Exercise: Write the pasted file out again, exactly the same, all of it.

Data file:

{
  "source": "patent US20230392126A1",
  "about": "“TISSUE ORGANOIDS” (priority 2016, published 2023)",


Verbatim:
{
  "source": "patent US20230392126A1",
  "about": "“TISSUE ORGANOIDS” (priority 2016, published 2023)",